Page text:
The Seattle Mariners threw their young talent into the fire and saw some very positive results. Much of the offseason has been spent loading up on veteran leadership and power potential. They brought in Kendrys Morales, Michael Morse, Raul Ibanez, and Jason Bay to go along with their solid core of young talent and one of the best farm systems in baseball.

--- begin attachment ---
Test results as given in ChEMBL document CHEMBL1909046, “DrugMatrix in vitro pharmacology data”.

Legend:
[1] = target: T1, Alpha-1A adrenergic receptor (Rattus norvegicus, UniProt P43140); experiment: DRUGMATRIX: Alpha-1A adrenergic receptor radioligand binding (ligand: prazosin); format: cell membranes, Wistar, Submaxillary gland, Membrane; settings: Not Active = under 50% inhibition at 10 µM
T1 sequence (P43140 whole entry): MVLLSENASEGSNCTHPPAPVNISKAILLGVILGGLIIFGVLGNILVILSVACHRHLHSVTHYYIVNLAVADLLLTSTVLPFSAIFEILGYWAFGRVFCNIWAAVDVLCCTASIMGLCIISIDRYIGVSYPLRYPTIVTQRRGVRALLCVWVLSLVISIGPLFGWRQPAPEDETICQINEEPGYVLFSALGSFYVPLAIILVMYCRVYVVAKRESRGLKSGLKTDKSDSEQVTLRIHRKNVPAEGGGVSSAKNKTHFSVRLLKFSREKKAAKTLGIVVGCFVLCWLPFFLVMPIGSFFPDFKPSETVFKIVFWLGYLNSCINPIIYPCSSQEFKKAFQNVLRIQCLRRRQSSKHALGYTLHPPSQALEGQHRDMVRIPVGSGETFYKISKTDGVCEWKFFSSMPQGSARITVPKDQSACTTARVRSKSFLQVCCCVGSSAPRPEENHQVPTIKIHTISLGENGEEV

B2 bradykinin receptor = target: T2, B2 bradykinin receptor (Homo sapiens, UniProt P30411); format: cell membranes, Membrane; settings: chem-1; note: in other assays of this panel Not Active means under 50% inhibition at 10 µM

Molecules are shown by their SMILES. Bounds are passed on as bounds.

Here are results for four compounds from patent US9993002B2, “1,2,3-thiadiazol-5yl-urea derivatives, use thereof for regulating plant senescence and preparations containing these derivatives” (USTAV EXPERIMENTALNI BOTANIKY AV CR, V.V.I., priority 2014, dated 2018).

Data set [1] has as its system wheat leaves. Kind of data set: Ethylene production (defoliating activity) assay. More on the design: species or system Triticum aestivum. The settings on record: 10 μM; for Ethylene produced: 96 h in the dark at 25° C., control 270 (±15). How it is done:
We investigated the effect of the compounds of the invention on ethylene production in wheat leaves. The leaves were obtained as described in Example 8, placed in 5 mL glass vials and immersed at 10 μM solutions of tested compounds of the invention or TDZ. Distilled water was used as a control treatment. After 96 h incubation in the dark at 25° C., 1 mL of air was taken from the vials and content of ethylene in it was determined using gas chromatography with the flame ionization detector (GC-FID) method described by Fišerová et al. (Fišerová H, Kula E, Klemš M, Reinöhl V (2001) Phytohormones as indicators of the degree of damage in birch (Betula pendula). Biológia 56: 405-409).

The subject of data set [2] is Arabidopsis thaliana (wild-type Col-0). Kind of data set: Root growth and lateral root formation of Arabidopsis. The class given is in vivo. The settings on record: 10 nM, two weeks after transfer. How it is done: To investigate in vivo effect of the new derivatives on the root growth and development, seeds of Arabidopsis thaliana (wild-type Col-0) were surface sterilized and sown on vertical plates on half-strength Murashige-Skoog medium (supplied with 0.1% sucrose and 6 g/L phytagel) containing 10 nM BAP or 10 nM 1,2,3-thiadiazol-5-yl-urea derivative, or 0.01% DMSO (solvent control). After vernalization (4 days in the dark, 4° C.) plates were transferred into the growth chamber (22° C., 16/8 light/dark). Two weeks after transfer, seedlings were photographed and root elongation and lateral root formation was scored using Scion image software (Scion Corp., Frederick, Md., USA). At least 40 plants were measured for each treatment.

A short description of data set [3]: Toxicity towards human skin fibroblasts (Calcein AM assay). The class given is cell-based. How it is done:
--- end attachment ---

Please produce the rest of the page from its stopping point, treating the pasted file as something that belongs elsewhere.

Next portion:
Starting pitching has been a strong point for the Mariners in past seasons and finished 4th in the AL in ERA in 2012. As usual, their rotation was anchored once again by The King – Felix Hernandez – and his 232 innings, 3.06 ERA, 223 strikeouts, 1.14 WHIP, and perfect game on August 15th that all contributed to his 4th place finish in the Cy Young voting. To bring in Kendrys Morales from the Angels, they traded away Jason Vargas, who led the team in wins and was the only other Mariners pitcher to eclipse 200 innings pitched. Hisashi Iwakuma was a big signing for the Mariners coming over from Japan last year. He began the year in the bullpen, but was moved to the starting rotation at the beginning of July and went 8-4 in 12 starts with a 2.65 ERA. The M’s are counting on him to repeat that success in his first full year as a starter and help fill the spot left by Vargas. Kevin Millwood opted for retirement after a year that saw his ERA fluctuate drastically by month. The Mariners did bring in Joe Saunders to replace Vargas as the veteran southpaw in the middle of their rotation. The former first round pick is returning to the AL West where he had back-to-back 16+ win seasons for the Angels in 2008 and 2009.